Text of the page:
While Wi-Fi networks allow many users to connect to an access point, only one user can transmit at a time. The network needs to coordinate when each device can transmit and the others need to avoid transmitting during this time to avoid interference. When two devices transmit at the same time, this causes a collision that requires the data to be retransmitted, which slows the network.
Think of an intersection on the road. If two one-lane roads meet at a stop sign, most drivers are able to efficiently decide who gets to drive through the intersection next. Now think about two eight-lane roads that meet at a stop sign. Not nearly as efficient.
As your employees return to the office with all their devices looking to use Wi-Fi, you might find your legacy network that worked fine before the pandemic isn’t able to keep up now. If our legacy Wi-Fi networks only had a few devices, we could probably get by with the wireless equivalent of a stop sign. But we now have PCs, phones, tablets, smartwatches, thermostats, printers, and hundreds of other Wi-Fi devices trying to communicate.
Wi-Fi 6E adds the equivalent of a stop light. New algorithms help devices take turns transmitting with fewer collisions, and when there is a collision, it is more efficient at recovering. The result is a network that can handle up to four times as many devices per access point. This is critical in office environments where you may have employees congregating in one area, such as a conference room, and consequently more employees than normal using the same access point.
We know security is important on wireless networks. The first version of the wireless security, WEP, was found to have serious vulnerabilities shortly after launch, which led to the creation of the WPA security standard. That was upgraded in 2004 to WPA2, which you’re still using today.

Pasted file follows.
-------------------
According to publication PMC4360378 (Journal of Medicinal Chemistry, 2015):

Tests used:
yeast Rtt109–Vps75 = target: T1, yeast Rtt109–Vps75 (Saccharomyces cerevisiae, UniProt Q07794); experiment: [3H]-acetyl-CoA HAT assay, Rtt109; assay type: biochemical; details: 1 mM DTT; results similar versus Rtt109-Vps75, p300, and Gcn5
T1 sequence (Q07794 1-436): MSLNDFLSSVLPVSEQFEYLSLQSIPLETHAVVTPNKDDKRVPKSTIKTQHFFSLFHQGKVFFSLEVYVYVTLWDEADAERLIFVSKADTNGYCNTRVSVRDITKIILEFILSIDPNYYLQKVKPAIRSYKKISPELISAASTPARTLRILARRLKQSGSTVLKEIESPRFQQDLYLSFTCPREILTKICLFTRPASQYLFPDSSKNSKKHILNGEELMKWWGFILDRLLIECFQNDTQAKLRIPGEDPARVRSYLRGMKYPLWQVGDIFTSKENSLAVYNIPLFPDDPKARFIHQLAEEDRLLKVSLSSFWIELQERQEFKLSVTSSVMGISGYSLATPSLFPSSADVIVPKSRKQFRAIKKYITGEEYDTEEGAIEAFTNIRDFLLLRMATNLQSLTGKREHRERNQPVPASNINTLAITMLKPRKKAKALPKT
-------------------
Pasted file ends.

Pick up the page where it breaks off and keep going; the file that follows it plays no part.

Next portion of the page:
Think about that for a minute. The authentication and encryption technology that prevents unauthorized users from accessing your network is 18 years old. The good news is that the WPA2 standard is still protecting you. The bad news is that its time is running out. With the exponential increase in computing power over the past 18 years, attacks that would have taken decades can now be done in weeks. Soon that will be hours.
Wi-Fi 6E addresses this by introducing the next generation of wireless security: WPA3. This new security standard increases encryption from 128-bits to 192-bits, so brute force attacks are back to requiring decades of computing power. The authentication algorithms that identify your device as authorized have also been strengthened to prevent spoofing and other attacks. WPA3 even encrypts data on public Wi-Fi networks – which means employees connecting at an airport or coffee shop on a network without a password can still have the security benefits of a private network.
The first step you can take is to make sure that all new PCs you purchase have Wi-Fi 6E radios built-in. Wi-Fi 6E devices are backwards compatible with today’s Wi-Fi networks, so you can continue using your legacy infrastructure while building up your installed base of 6E compatible devices.
The second step is to evaluate the bandwidth usage and congestion of your current wireless network. A managed services partner like Clare Computer Solutions can not only help with that assessment but can also evaluate other aspects of your network infrastructure like Virtual LAN segmentation and switching and routing to ensure your entire network is optimized for your business’ needs.
The final aspect is security. In addition to the increased encryption of Wi-Fi 6E, an infrastructure upgrade like this is an important time to review and update other network security elements like authentication and remote access. There are many layers to security, and you need to approach security holistically.
Because every company uses wireless networks differently, there is no one-size-fits-all answer for when is the right time to upgrade to Wi-Fi 6E. Sooner or later, you will be upgrading. If you’d like to start evaluating when is the right time for your company to upgrade, Clare Computer Solutions can help you through the process.